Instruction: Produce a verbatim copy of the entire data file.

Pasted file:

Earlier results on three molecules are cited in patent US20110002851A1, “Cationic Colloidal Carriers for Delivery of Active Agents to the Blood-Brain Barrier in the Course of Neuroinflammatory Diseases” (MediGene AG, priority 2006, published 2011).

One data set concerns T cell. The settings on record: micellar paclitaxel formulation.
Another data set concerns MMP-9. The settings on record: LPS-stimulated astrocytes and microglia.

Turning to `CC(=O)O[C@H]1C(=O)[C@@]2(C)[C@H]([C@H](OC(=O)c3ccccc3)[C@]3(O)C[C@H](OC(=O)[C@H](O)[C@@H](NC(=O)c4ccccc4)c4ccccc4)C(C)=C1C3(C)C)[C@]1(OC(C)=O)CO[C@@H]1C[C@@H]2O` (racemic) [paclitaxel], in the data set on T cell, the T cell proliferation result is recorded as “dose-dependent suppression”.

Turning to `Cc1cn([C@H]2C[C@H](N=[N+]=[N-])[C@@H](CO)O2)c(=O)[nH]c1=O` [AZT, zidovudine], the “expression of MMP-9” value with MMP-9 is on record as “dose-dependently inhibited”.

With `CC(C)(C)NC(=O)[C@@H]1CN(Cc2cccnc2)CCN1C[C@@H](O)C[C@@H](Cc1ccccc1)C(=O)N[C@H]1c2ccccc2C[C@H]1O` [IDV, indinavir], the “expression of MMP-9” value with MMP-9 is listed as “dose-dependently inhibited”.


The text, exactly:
Earlier results on three molecules are cited in patent US20110002851A1, “Cationic Colloidal Carriers for Delivery of Active Agents to the Blood-Brain Barrier in the Course of Neuroinflammatory Diseases” (MediGene AG, priority 2006, published 2011).

One data set concerns T cell. The settings on record: micellar paclitaxel formulation.
Another data set concerns MMP-9. The settings on record: LPS-stimulated astrocytes and microglia.

Turning to `CC(=O)O[C@H]1C(=O)[C@@]2(C)[C@H]([C@H](OC(=O)c3ccccc3)[C@]3(O)C[C@H](OC(=O)[C@H](O)[C@@H](NC(=O)c4ccccc4)c4ccccc4)C(C)=C1C3(C)C)[C@]1(OC(C)=O)CO[C@@H]1C[C@@H]2O` (racemic) [paclitaxel], in the data set on T cell, the T cell proliferation result is recorded as “dose-dependent suppression”.

Turning to `Cc1cn([C@H]2C[C@H](N=[N+]=[N-])[C@@H](CO)O2)c(=O)[nH]c1=O` [AZT, zidovudine], the “expression of MMP-9” value with MMP-9 is on record as “dose-dependently inhibited”.

With `CC(C)(C)NC(=O)[C@@H]1CN(Cc2cccnc2)CCN1C[C@@H](O)C[C@@H](Cc1ccccc1)C(=O)N[C@H]1c2ccccc2C[C@H]1O` [IDV, indinavir], the “expression of MMP-9” value with MMP-9 is listed as “dose-dependently inhibited”.